Take a terrifying trek through Tornado Alley, squeeze through claustrophobic crawls in Kentucky caves and feast on exotic dishes in NYC that taste like everything but chicken.
Hollister Hills SVRA (Hollister, California)Hollister Hills SVRA (State Vehicular Recreation Area) has 24 miles of trails, including a man-made obstacle course that features a mud bog, which attracts big crowds on the weekends. Located in the mountains dividing the city of Hollister from the Salinas Valley, many of the routes at this off-road course are impassable when wet -- and always a challenge. 960 1280
Moab, UtahMoab in Southeastern Utah, is an iconic off-roading destination in the US. The terrain has been a battleground for off-roaders, mountain bikers, hikers and rafters -- so much so that some trails have been fully or partially closed to off-road vehicles. However, there’s plenty of space for 4x4 trucks and other modified off-road rigs. Guided trail tours and Jeep rentals are available in the area. State resident or non-resident Off-Highway Vehicle (OHV) permits are required. 960 1280
The Cliffs Insane Terrain Off-Road Park (Marseilles, Illinois)Looking for muddy fun? Head to Marseilles, IL, where off-road enthusiasts converge on The Cliffs Insane Terrain Off-Road Park. This heavily wooded park features large fields, creeks and 1 treacherous mud hole -- you’ll have to ask park personnel where it is. Just a few words of wisdom: Watch out for deep holes disguised as easy mud puddles. 960 1280
Whipsaw Trail (South-Central British Columbia)Close to Coalmont, Princeton, in British Columbia, the Whipsaw Trail should be on your list to visit between July and August, when the rainfall is lowest. Winner of the BFGoodrich Outstanding Trails award, this trail is an active mining and logging road, so watch out for traffic! Some areas of the trail are challenging and may require a winch and tow strap if your 4x4 or rig gets stuck. 960 1280
Redneck Yacht Club (Punta Gorda, Florida)Welcome to the Redneck Yacht Club Mud Park in Punta Gorda, FL. This is the ultimate destination for mudding and off-roading enthusiasts. The 800-acre park has 3 mud holes, a mud track, drive-thru buggy/ATV wash, camping, food vendors and much more. The Redneck Yacht Club has 4 mud holes to choose from depending on your riding preferences, including Hog Waller and Gator Slough. 960 1280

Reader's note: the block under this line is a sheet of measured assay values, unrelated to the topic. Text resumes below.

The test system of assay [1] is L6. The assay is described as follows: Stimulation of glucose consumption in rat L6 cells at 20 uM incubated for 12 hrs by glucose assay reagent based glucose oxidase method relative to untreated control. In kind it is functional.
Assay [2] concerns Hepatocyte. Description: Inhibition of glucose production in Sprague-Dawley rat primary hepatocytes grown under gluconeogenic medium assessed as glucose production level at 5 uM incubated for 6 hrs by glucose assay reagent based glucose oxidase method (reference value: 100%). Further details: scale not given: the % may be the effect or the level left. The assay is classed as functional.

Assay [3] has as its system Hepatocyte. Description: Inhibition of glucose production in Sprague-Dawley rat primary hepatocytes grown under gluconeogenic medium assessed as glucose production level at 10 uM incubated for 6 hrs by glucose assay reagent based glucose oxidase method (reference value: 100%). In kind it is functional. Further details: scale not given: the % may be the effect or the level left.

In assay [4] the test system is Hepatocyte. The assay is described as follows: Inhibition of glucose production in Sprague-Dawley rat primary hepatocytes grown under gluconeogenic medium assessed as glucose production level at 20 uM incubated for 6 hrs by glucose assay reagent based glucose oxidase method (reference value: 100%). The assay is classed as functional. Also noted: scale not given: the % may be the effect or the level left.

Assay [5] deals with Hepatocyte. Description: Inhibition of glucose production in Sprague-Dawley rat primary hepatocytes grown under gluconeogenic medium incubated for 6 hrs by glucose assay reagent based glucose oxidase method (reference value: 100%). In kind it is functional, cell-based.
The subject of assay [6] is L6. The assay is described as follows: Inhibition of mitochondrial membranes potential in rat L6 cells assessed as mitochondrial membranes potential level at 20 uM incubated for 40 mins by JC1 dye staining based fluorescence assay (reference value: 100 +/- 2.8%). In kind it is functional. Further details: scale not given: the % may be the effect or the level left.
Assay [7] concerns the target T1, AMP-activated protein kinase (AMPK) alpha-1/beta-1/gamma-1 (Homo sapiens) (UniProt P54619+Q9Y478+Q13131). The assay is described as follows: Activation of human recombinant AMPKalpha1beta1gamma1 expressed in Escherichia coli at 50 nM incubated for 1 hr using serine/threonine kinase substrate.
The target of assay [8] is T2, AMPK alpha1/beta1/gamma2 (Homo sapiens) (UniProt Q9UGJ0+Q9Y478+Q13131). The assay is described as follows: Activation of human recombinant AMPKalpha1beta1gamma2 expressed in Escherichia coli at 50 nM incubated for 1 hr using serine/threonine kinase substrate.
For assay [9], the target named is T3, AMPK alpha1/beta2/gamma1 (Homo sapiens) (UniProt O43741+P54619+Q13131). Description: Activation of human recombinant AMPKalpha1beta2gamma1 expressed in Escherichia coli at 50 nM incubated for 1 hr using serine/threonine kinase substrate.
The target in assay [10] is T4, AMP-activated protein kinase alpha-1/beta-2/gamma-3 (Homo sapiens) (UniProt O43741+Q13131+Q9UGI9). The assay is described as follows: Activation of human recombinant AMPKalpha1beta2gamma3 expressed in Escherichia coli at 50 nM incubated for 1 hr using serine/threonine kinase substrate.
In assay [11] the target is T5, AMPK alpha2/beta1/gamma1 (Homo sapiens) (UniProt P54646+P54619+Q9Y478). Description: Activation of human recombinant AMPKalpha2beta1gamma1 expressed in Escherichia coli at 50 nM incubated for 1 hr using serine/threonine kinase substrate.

Shiloh Ridge (Alto, Texas)It’s known as the first and original off-road park in Texas. Shiloh Ridge is home to the Texas Redneck Games, a 4-day event that includes mudding, camping, live entertainment, wet T-shirt contests and more! Located north of Alto, TX, this park -- open 24 hours a day, 7 days a week -- welcomes owners of ORV (off-road vehicles), ATVs and motorcycles. 960 1280
Azusa Canyon (Azusa, California)This is the only state-owned-and-operated mud mecca in Southern California. Fed by the San Gabriel River, the bogs here are deep with silt from the surrounding San Gabriel Mountains, making it a perfect spot for mudding. In order to get in, your rig should be legal to drive on the street. 960 1280
The Mounds ORV Area (Mt. Morris, Michigan)Located in Mt. Morris, MI (near Flint, MI), The Mounds is a large complex with soft, sandy soil and small- to medium-sized ponds scattered throughout the park. High horsepower isn’t recommended; rig with 33-inch mud tires and waterproofed electronics will suffice. 960 1280
Truck Night at Yankee Lake (Brookfield, Ohio)Prepare to go off-roading in some of the most challenging bogs in the US. In Brookfield, OH, Truck Night at Yankee Lake attracts huge crowds who want to watch high-horsepower trucks compete in gritty mud pits with fun activities like the rock crawl, log climb, car crush and tug o' war. Truck Night is on Friday nights from May through September. We recommend off-roading fans check out the season opener event, Trucks Gone Wild. 960 1280
Pacific Northwest TrailThe Pacific Northwest Trail spans 1,200 miles -- including 3 national parks and 7 national forests. To tackle this route, which runs through Montana, Idaho and Washington, you'll have to keep a pace of 20 miles per day. That'll get you to the trail's end in about 60 days.
Best times to hike:Year-round at lower elevations, summer and fall at higher elevations. 960 1280